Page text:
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Research Seminars



Sarah Ghabrial
Columbia University in the City of New York Colonial Law, the Muslim "Family," and Women’s Litigation in Algeria, 1870-1930


20 April 2017

4:30 p.m.
4.36 Run Run Shaw Tower, Centennial Campus



Beginning in the 1870s, the French colonial state in Algeria undertook a dramatic experiment in the administration of Islamic law and the management of religious difference. Colonial reformers attempted to construct a civil legal system that would promote the hegemony of French republican principles without disrupting the integrity of shari`a (Islamic law) and, concurrently, the legal segregation of the indigenous Muslim population. While the colonial courtroom was a key site for the surveillance and production of Muslim legal subjects, these same subjects were not passive recipients of "reform" but rather navigated the colonial legal apparatus in ways that imprinted their influence upon colonial law and its archives. Algerian women litigants, in particular, developed strategies around the fissures and ambiguities of the pluralist-segregationist legal system, and took advantage of the various forums, discourses, and experts to which they now had access. Their appeals to higher courts became a crucial source of colonial law, and in this this way, I argue, they catalyzed reforms "from below." These confirmations and subversions then informed colonial legal knowledge and practice about women, gender, and Islam.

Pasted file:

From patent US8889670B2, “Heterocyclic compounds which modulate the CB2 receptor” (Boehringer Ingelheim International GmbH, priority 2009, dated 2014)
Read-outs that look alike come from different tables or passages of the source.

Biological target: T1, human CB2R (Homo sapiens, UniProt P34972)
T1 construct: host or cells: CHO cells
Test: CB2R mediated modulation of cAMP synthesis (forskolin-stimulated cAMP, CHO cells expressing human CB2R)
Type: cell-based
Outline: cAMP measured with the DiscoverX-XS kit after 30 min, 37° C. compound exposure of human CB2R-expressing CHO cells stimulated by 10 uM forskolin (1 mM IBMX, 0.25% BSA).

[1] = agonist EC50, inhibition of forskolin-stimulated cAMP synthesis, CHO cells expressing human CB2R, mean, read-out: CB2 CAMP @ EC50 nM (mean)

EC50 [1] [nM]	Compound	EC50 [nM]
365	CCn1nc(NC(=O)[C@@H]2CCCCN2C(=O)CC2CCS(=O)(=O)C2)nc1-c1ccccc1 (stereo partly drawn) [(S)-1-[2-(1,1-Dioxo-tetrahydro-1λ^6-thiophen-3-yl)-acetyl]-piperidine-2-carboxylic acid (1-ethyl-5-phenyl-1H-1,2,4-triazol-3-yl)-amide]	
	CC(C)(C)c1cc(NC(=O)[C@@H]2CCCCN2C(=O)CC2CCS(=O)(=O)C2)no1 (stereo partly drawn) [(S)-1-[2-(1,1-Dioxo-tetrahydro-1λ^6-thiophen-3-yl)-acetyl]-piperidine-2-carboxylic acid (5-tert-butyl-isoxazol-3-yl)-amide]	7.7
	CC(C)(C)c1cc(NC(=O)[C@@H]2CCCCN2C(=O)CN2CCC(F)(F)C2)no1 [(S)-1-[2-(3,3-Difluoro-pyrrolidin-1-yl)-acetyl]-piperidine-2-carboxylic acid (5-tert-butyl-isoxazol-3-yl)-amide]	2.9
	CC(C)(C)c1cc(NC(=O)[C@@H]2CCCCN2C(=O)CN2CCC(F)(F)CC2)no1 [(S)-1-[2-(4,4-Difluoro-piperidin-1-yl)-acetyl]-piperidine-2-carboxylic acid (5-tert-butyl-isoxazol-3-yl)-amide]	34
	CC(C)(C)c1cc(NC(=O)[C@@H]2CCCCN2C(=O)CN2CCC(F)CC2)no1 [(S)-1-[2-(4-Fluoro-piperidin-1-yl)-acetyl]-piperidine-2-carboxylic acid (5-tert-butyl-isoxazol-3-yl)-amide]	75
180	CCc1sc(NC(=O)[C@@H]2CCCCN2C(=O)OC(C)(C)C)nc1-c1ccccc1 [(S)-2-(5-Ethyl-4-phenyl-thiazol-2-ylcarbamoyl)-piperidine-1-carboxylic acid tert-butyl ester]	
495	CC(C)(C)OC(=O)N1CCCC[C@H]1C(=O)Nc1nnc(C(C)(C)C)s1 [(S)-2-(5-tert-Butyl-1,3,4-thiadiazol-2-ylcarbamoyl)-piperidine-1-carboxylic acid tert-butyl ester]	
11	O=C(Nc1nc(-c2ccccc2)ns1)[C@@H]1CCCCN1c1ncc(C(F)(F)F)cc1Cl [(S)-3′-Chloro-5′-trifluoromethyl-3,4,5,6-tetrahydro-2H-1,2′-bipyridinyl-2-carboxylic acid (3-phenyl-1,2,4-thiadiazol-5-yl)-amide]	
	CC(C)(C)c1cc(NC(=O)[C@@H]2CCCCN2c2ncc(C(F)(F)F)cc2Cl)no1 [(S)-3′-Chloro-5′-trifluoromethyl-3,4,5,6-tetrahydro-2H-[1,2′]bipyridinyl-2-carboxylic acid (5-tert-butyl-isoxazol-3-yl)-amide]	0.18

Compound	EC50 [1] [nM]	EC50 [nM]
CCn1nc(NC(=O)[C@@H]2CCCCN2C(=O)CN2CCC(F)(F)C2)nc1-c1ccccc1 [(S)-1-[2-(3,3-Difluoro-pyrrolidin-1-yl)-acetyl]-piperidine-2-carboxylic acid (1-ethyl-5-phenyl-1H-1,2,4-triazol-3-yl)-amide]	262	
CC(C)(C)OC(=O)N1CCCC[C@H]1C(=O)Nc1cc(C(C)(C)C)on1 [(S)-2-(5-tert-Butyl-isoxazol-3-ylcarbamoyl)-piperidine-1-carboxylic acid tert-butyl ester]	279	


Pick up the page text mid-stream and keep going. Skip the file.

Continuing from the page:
Using Algerian judicial records, and gender and social historical approaches, this paper uncovers this forgotten chapter in Islamic, French, and transnational legal history, and reveals the crucial though unappreciated role that Algerian women played in the processes of colonial law. In bringing these dynamics to light, this research helps to clarify on-going, trenchant debates on pluralism, citizenship, and gender orders in both Europe and the Muslim World.


All are welcome. No registration is required.